Updated at 7:07 p.m. ET
Ignoring jeers and cries of "Shame on you," a city commission on Tuesday denied landmark status to a building near the World Trade Center site that can now be demolished to make way for an Islamic community center and mosque.
The Landmarks Preservation Commission said in voting 9-0 that the 152-year-old building isn't distinctive enough to qualify as a landmark.
"This is not a building of special aesthetic character," said Commissioner Diana Chapin, echoing the remarks of her colleagues.
The proposed mosque has emerged as a national political issue, with prominent Republicans from Alaska Gov. Sarah Palin to former House Speaker Newt Gingrich lining up against it. The Anti-Defamation League, the nation's most prominent Jewish civil rights group, also opposes it.
Former New York City firefighter Tim Brown told CBS News Correspondent Jim Axelrod that he wants to know where the money for the mosque is coming from, believing the group's imam, Feisal Abdul Rauf, has ties with extremists.
"We have seen through him," Brown told CBS News. "He's a bad guy."
Former Rep. Rick Lazio, a Republican who is running for governor of New York, attended the commission meeting and criticized the group that is building the mosque, the Cordoba Initiative.
"This is not about religion," Lazio said. "It's about this particular mosque called the Cordoba Mosque, it's about it being at ground zero, it's about it being spearheaded by an imam who has associated himself with radical Islamic causes and has made comments that should chill every single American, frankly."
Lazio said the group's imam, Feisal Abdul Rauf, had refused to call the Palestinian group Hamas a terrorist organization. Rauf also had said in a "60 Minutes" interview televised shortly after 9/11 that "United States policies were an accessory to the crime that happened."
Cordoba Initiative staff members did not immediately answer an e-mail seeking a response to Lazio's comments.
Daisy Khan, executive director of the American Society for Muslim Advancement, told The Wall Street Journal in Tuesday's editions that the center's board will include members of other religions and will explore including an interfaith chapel at the center.
"We want to repair the breach and be at the front and center to start the healing," said Khan, a partner in the building and the wife of the imam.
New York City Mayor Michael Bloomberg, speaking on Governor's Island against the backdrop of the Statue of Liberty, praised the commission's ruling.
"This building is private property and the owners have a right to use the building as a house of worship," Bloomberg said. "The government has no right whatsoever to deny that right, and if it were tried the court would almost certainly strike it down as a violation of the U.S. constitution."
Bloomberg said the firefighters and other first responders who died in the 9/11 attacks had done so to protect the constitution. To deny religious freedom to Muslims would play into the terrorists' hands, he said.
"In rushing into those burning buildings, not one asked, 'What god do you pray to? What beliefs do you hold?"' Bloomberg said of the first responders. "We do not honor their lives by denying the very constitutional rights they died protecting."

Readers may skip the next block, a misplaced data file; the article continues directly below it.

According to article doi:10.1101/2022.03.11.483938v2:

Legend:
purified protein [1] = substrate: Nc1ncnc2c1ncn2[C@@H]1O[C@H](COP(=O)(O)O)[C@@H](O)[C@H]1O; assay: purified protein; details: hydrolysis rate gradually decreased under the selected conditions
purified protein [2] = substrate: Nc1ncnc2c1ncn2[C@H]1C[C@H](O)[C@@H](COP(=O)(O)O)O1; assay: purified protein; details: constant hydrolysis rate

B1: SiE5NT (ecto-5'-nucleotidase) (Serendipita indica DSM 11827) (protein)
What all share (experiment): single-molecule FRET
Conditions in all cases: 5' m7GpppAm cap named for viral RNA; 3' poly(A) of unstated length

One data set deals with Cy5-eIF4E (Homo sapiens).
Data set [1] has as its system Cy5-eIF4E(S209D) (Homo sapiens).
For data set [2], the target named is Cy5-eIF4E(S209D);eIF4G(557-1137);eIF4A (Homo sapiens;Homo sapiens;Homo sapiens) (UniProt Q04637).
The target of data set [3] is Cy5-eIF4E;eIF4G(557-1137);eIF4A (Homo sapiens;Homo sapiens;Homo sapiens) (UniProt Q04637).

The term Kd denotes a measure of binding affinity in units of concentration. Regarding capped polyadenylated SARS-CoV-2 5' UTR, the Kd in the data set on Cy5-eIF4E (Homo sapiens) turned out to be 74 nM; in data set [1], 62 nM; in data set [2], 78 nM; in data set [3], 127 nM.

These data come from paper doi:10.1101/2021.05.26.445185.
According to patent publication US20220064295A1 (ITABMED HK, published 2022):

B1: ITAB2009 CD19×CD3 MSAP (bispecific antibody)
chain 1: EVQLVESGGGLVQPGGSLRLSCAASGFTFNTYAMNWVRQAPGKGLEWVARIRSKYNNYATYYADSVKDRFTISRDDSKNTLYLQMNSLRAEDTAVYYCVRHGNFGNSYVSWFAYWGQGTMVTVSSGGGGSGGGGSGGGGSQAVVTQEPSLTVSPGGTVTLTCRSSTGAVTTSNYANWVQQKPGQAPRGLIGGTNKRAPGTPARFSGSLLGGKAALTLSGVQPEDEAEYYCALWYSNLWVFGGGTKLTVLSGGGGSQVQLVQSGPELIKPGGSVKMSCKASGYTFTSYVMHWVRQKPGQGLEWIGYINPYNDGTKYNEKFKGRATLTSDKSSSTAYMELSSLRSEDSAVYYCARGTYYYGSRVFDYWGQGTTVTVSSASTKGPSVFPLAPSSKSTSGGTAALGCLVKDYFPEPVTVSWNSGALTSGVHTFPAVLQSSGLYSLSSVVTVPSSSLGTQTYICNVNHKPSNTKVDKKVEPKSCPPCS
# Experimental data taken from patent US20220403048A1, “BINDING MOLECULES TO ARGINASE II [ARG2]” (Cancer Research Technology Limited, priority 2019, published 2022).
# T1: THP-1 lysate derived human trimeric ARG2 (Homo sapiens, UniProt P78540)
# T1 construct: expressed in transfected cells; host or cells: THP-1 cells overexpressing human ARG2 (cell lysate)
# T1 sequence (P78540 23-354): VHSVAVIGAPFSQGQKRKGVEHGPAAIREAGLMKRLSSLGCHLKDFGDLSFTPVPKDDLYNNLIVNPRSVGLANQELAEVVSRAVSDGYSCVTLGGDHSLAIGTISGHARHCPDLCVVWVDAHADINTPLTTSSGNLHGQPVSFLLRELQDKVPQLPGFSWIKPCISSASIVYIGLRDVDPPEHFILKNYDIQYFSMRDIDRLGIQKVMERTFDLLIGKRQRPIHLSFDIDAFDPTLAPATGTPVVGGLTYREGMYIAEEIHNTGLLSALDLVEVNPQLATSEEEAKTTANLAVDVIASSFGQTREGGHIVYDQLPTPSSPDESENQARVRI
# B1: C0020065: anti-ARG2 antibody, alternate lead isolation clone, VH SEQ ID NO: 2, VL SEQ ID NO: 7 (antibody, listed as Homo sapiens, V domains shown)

The commission's decision not to designate the existing building as a landmark means that the developers can tear it down and start from scratch. If the building had been declared a landmark, they could have created a smaller mosque and community center there.
SoHo Properties, a partner in the project, purchased the property for nearly $5 million. Early plans call for a 13-story, $100 million Islamic center, of which the mosque would be a part.
The property is two blocks north of the trade center site. Landmarks Commissioner Stephen Byrns said the building's proximity to the site, and the fact that it was struck by airplane debris during the attacks, does not qualify it as a landmark.
"The debris field around ground zero was widespread, and one cannot designate hundreds of buildings on that criterion alone," Byrns said.
SoHo Properties CEO Sharif El-Gamal said he was "deeply grateful to the landmarks commission and to its staff." He did not respond to a question about the timing of demolition and construction.
Foes of the proposed mosque say it insults the memory of those who died on Sept. 11, 2001 at the hands of Muslim extremists.
While landmarks commission members went over the existing building's architectural features like cornices and colonnades, some in the audience of about 60 at Pace University in lower Manhattan held signs telegraphing their opposition to the mosque.
Linda Rivera's sign read, "Don't glorify murders of 3,000. No 9/11 victory mosque."
She cried after the board's vote. "I lost 3,000 American brothers and sisters, including courageous policemen and firemen, and this is a betrayal," she said.
Others said they supported the mosque.
Zead Ramadan, president of the board of the New York chapter of the Council on American Islamic Relations, said Islam is "a religion of peace and justice."
"The people here are trying to connect this vile attack on our nation to the religion Islam, though that exact act stands against everything that Islam stands for," he said.
The Rev. Robert Chase, founding director of an interfaith group called Intersections, called the proposed mosque "a really positive example of how we can move forward from 9/11."
The conservative public-interest law firm the American Center for Law and Justice, founded in 1990 by evangelist Pat Robertson, vowed to fight Tuesday's decision in court.
ACLJ attorney Brett Joshpe said the group would file a petition in New York State Supreme Court on Wednesday alleging that the landmarks panel "acted arbitrarily and abused its discretion."